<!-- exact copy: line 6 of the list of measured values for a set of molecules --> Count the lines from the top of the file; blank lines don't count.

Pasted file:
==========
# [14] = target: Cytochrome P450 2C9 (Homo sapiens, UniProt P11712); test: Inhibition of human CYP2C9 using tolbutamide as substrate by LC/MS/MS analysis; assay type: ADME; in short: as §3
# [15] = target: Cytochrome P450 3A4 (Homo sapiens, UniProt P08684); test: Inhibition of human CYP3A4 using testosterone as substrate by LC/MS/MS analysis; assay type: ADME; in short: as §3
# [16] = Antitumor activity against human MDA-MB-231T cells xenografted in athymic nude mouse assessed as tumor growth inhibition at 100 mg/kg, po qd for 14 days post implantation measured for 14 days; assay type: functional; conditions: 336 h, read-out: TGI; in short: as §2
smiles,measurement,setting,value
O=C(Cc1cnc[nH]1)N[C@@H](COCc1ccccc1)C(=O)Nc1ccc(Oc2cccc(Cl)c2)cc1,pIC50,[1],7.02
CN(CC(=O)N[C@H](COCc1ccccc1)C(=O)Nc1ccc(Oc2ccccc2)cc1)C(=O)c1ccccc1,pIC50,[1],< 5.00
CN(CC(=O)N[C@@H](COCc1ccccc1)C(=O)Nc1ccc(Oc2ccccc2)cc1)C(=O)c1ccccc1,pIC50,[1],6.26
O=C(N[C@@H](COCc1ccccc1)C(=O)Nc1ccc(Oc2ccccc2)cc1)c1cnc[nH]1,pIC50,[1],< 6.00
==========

CN(CC(=O)N[C@H](COCc1ccccc1)C(=O)Nc1ccc(Oc2ccccc2)cc1)C(=O)c1ccccc1,pIC50,[1],< 5.00